To illustrate, let’s use the already mentioned example of a vending machine. If on a hot day you want to quench your thirst you have to perform the actions in a fixed order, that is, you must meet the conditions under which the vending machine will sell you the desired product, so press the appropriate button or enter the code of the drink and pay a fee, then the machine will give you a chilled drink in a can. Quick and convenient, and in a standardized, repeatable way.

Another example – sending a batch of goods to a known contractor, Arthur. You know and trust him, but the driver Andrew to deliver the package is not known to you. A driver may also be concerned about not being paid for a service rendered. So you sign a contract with Andrew which states that you will pay him when the delivery is made. Usually such a simple process involves many participants, including representatives of external companies, paper contracts or scans are necessary, printing, signing, verification, watching over payments, etc. You can simplify this process with a smart contract, defining the rules in it and establishing that the transfer for shipment is created on the day of loading and is transferred for execution when Arthur confirms the delivery. A smart contract automatically transfers payment to Andrew’s account. When a GPS tracker is attached to the pallet with the shipment, the script automatically sends a transfer to the logistics company the moment it receives a signal from the tracker from Arthur’s office.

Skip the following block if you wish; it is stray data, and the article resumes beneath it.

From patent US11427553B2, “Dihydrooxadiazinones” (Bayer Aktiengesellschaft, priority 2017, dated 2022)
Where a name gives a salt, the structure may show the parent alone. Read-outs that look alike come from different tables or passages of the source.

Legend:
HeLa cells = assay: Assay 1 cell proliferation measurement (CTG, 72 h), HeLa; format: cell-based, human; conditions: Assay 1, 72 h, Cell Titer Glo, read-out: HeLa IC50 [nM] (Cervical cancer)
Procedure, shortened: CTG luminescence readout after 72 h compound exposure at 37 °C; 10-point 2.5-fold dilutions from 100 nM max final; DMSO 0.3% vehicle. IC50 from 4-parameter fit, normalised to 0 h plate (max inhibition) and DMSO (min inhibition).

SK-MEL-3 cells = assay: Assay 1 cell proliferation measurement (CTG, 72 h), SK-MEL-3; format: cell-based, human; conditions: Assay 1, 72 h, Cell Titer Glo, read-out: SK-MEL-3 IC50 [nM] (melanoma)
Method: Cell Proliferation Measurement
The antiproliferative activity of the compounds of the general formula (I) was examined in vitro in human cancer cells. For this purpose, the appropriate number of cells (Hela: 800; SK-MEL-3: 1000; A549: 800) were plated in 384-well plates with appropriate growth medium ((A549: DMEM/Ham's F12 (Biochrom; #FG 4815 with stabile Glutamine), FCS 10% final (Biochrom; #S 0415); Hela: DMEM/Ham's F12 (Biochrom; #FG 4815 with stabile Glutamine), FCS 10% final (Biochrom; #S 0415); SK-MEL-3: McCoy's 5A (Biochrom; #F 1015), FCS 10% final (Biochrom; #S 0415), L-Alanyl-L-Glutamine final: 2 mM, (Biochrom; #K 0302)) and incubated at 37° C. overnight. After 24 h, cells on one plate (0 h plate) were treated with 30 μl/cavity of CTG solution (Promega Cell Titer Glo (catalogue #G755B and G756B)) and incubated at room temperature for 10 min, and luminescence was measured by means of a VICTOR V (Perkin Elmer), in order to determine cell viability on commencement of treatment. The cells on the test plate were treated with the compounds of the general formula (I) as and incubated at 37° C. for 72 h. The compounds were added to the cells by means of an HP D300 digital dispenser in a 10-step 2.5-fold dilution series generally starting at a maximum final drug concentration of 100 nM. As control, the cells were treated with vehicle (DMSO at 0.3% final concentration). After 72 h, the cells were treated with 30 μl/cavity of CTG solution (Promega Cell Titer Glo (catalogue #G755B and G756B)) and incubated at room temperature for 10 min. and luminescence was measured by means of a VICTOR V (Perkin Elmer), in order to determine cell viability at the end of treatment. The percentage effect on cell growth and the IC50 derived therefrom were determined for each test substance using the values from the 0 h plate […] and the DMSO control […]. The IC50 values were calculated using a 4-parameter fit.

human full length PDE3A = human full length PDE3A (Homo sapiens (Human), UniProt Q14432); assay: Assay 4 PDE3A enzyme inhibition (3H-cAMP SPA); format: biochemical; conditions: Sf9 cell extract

Application areas

Blockchain technology and smart contracts open up many opportunities for decentralized companies and eliminate the need for third parties to participate.

Many startups are working on it, and large companies are testing it in closed networks so that they can interact with each other directly, without intermediaries. They are at the beginning of a journey that could lead to major changes in many areas.

E.g. The natural growth of the banking sector, as well as increased transparency for the entire financial world, shines through in the Massive Autonomous Distribution Reconciliation (Madrec) pilot. A joint initiative by UBS, Barclays, Credit Suisse, KBC, SIX and Thomson Reuters aims to simplify the process of confirming counterparty data. In other words, the Ethereum blockchain would check whether parties to a transaction pose a credit risk. Currently this process requires expensive intermediaries and results in higher fees for customers.

E-commerce players can use cryptocurrencies for payments, eliminating the need for middlemen. They can also use smart contracts to automate orders, especially for digital goods. Chinese e-commerce giant Alibaba uses blockchain to eliminate counterfeits on its platform.

There are also plans to use blockchain and cryptocurrencies for tax purposes (e.g. VATCoin), in healthcare (e.g. MediLedger Project for the pharmaceutical industry involving m. in. Roche Group and Pfizer), in regulation (e.g. This process requires expensive intermediaries and results in higher fees for clients (e.g., real estate transactions in the U.S. state of Arizona) and in company-government relations (B2G).

About the impact of blockchain technology on the advertising industry – it is said that it will have as big an impact on marketing as the internet once had – I wrote here.

Certainly with the implementation of blockchain and smart contracts, the world has much to gain. But introducing such groundbreaking solutions, significantly changing the way companies, organizations, and maybe even countries operate, requires very careful preparation and thoughtful, planned actions.